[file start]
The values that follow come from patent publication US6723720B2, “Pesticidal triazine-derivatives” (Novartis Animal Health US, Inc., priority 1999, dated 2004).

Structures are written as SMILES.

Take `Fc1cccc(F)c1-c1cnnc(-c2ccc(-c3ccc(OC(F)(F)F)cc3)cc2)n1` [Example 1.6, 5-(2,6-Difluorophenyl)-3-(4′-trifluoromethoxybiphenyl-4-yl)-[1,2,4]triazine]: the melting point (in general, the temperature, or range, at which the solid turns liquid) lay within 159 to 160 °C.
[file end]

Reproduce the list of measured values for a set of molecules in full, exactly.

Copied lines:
The values that follow come from patent publication US6723720B2, “Pesticidal triazine-derivatives” (Novartis Animal Health US, Inc., priority 1999, dated 2004).

Structures are written as SMILES.

Take `Fc1cccc(F)c1-c1cnnc(-c2ccc(-c3ccc(OC(F)(F)F)cc3)cc2)n1` [Example 1.6, 5-(2,6-Difluorophenyl)-3-(4′-trifluoromethoxybiphenyl-4-yl)-[1,2,4]triazine]: the melting point (in general, the temperature, or range, at which the solid turns liquid) lay within 159 to 160 °C.